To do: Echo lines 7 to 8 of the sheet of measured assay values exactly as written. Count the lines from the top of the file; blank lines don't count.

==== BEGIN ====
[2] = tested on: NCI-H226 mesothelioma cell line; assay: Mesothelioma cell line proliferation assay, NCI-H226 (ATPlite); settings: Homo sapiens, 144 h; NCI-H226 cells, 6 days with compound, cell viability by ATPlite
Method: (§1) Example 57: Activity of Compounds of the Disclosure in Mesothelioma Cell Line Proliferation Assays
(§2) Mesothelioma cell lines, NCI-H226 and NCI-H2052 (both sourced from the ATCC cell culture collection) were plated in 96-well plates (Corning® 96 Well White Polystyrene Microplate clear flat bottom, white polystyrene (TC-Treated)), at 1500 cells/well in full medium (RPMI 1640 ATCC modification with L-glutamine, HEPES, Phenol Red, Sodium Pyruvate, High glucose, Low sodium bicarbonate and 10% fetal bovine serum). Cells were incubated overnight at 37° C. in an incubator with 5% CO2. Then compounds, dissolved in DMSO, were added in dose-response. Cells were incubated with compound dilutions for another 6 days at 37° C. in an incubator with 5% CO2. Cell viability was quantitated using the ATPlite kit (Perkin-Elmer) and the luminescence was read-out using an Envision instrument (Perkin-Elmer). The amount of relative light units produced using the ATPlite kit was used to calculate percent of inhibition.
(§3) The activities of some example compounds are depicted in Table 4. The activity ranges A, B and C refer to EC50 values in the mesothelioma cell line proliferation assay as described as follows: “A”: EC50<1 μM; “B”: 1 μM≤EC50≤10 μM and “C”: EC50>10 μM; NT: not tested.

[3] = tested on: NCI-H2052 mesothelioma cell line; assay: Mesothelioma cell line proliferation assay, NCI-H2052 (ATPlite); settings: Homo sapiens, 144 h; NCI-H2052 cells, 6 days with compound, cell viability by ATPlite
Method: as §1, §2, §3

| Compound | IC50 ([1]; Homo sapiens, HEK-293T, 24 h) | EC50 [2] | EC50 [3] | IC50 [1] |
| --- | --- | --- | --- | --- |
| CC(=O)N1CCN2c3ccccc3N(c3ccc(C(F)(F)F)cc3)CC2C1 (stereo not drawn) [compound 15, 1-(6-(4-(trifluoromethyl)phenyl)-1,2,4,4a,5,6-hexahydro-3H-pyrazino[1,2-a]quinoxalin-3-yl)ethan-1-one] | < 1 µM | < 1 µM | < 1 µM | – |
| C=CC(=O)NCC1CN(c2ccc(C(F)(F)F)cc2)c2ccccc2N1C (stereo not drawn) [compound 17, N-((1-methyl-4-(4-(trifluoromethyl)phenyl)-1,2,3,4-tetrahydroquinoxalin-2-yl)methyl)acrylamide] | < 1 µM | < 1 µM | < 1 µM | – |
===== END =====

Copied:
| Compound | IC50 ([1]; Homo sapiens, HEK-293T, 24 h) | EC50 [2] | EC50 [3] | IC50 [1] |
| --- | --- | --- | --- | --- |